You’ll also find a National Trust property along this route, Inverewe Garden. Established more than a century ago, the garden nurtures plants from around the world, including Himalayan blue poppies, Californian redwoods, and rhododendrons from across Asia. As you stroll the grounds, you can have a go at spotting Scotland’s Big Five: red deer, red squirrels, seals, otters, and golden eagles.
From here, you’ll pass through the coastal village of Gairloch, somewhere else known for its fresh seafood and an alternative base to Torridon if you’d prefer.
You could also stop to explore Beinn Eighe Nature Reserve. Comprising mountains, pine forests, and lochs, it’s home to an abundance of wildlife — look out for golden eagles and elusive crossbills as you follow the walking trails through woodland and up into the mountain peaks.
From there, it’s half an hour’s drive to Torridon.
Things to do in Torridon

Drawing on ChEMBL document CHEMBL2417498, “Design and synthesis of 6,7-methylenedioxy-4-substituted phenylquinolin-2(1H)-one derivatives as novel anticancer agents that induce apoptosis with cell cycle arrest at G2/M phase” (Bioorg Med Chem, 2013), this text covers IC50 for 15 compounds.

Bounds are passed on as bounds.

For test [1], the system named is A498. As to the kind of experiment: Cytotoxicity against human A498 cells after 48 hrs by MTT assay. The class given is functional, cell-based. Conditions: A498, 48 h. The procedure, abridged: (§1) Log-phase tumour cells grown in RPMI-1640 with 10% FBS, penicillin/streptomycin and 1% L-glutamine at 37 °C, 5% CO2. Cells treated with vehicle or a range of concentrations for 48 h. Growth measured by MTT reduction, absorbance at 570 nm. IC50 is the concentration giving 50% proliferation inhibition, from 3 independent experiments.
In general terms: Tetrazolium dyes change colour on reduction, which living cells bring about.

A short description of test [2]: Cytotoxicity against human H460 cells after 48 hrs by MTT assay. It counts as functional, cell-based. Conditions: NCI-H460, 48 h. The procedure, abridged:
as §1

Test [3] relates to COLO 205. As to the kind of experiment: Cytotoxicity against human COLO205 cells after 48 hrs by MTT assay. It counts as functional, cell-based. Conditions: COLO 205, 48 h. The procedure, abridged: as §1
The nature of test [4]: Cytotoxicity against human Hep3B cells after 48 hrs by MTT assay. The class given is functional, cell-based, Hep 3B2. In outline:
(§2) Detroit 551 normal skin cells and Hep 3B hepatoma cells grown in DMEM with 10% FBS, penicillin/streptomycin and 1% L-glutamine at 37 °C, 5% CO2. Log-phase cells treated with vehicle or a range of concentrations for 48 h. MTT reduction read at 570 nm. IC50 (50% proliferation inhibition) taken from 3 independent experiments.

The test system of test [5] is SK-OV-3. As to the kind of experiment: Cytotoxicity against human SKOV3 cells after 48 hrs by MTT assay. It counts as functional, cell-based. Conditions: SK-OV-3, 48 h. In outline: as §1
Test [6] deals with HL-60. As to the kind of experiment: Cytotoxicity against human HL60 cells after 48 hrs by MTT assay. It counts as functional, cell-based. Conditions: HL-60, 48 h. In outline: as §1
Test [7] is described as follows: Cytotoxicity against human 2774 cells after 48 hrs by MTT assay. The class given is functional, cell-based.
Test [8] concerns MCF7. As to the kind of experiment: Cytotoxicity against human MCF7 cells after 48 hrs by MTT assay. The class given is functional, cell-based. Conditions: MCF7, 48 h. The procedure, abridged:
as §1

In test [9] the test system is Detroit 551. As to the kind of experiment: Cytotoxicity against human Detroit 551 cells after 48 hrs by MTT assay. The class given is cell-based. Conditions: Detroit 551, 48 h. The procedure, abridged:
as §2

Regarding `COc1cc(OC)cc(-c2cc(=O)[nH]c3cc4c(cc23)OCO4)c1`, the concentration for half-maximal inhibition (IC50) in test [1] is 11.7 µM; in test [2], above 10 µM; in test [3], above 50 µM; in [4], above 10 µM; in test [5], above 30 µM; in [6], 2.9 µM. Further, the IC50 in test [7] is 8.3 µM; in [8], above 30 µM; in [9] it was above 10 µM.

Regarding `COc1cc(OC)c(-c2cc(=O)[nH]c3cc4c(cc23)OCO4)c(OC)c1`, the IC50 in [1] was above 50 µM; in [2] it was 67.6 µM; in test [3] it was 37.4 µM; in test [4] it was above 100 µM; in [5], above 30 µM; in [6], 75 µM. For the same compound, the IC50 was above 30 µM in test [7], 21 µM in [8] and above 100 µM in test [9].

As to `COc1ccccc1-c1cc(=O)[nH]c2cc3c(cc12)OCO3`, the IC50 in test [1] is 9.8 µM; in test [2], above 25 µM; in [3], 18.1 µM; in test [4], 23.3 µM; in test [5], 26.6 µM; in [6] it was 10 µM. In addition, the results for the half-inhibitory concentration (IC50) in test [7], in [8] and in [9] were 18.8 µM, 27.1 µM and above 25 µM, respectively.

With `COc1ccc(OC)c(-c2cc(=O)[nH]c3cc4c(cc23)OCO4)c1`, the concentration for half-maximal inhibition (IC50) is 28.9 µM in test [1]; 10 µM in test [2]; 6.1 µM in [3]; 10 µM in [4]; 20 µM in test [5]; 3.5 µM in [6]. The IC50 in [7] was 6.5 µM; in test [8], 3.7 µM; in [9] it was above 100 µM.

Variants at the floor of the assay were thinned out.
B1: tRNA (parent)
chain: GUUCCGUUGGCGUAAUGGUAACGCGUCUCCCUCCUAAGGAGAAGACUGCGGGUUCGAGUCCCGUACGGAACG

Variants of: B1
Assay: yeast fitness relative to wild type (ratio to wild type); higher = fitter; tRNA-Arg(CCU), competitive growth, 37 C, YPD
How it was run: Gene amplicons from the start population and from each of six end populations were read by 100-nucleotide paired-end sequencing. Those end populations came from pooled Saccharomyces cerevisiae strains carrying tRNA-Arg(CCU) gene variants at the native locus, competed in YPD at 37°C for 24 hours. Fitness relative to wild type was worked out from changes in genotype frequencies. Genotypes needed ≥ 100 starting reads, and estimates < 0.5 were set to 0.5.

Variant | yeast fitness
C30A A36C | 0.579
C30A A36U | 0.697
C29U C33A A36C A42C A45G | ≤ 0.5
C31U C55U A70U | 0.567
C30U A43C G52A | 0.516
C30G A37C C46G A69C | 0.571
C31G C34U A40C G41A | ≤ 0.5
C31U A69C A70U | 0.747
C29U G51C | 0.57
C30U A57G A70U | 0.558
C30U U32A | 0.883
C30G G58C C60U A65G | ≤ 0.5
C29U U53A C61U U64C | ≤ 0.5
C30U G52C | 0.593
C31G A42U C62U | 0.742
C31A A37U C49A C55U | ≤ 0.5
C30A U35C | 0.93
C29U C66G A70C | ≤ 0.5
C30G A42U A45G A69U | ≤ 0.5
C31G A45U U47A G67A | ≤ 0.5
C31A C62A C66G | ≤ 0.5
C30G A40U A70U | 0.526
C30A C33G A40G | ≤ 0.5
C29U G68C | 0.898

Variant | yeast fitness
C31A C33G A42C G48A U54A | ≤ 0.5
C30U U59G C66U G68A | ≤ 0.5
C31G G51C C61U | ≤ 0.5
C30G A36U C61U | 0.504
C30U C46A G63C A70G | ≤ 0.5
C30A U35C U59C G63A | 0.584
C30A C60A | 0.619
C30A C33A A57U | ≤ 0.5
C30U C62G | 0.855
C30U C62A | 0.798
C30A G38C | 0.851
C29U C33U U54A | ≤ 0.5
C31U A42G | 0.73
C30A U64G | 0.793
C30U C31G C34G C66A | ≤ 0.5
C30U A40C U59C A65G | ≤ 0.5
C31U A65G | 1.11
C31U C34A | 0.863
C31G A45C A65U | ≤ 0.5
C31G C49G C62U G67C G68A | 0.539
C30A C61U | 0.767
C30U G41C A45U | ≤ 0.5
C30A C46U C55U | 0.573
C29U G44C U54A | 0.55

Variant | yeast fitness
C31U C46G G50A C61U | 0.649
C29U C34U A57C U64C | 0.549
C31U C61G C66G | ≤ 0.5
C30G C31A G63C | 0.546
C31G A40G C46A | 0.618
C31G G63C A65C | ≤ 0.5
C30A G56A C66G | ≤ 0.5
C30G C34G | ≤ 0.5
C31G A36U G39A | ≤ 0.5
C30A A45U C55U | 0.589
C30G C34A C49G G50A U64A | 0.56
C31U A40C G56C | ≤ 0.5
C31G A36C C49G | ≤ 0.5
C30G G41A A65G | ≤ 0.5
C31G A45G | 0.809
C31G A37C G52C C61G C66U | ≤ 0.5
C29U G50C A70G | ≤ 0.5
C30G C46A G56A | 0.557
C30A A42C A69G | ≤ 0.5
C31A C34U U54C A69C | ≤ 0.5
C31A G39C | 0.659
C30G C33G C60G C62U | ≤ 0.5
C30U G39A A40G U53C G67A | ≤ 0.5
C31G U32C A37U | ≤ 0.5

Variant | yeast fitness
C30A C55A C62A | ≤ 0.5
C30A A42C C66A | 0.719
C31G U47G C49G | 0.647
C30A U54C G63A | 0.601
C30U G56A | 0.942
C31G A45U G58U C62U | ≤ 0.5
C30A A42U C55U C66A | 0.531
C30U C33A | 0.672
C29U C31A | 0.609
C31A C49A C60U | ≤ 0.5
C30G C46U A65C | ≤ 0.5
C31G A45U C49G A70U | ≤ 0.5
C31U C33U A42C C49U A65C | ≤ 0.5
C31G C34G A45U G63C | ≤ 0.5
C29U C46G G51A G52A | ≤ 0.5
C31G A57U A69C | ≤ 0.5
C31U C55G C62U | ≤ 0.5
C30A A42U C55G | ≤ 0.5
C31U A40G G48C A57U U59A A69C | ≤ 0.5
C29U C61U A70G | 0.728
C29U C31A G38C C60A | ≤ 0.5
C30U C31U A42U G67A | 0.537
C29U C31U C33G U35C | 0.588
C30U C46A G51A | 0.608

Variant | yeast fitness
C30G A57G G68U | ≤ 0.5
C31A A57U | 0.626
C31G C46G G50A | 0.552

Torridon encompasses both a village and a large area of ancient Torridonian-sandstone hills and mountains, strewn with glassy lochs. It’s the classic north highland landscape, so it’s no surprise that there’s plenty of hiking to do here — take your pick from more than 29 km (18 miles) of trails.
As you explore, you could encounter some of Scotland’s most elusive wildlife, including pine martens, otters, and golden eagles, as well as plenty of red deer on the open hills. The area’s also known for its rare plant life, as well as mosses and lichens that have adapted to the damp climate.
If you’re staying for a few days, you could head back north slightly to Dry Island, parking near the village of Badachro, which is just under an hour away. From here, you can join local fisherman Ian for a boat trip out on Badachro Bay. He’ll show you the techniques he uses for catching a wide variety of shellfish, including lobsters, crabs, and langoustines, all while keeping an eye out for marine life like porpoises, seals, and dolphins.
Basing yourself here also means you’re within an hour of one of the country’s most dramatic and scenic drives, Bealach na Bà. Be warned: it’s mostly single track, winding steeply in places among the mountains of the Applecross peninsula, so it almost feels like you’re in Switzerland. But, you’re rewarded with incredible views over much of the Wester Ross region as well as the Island of Skye, Rùm, and the Outer Hebrides.
Where to stay in Torridon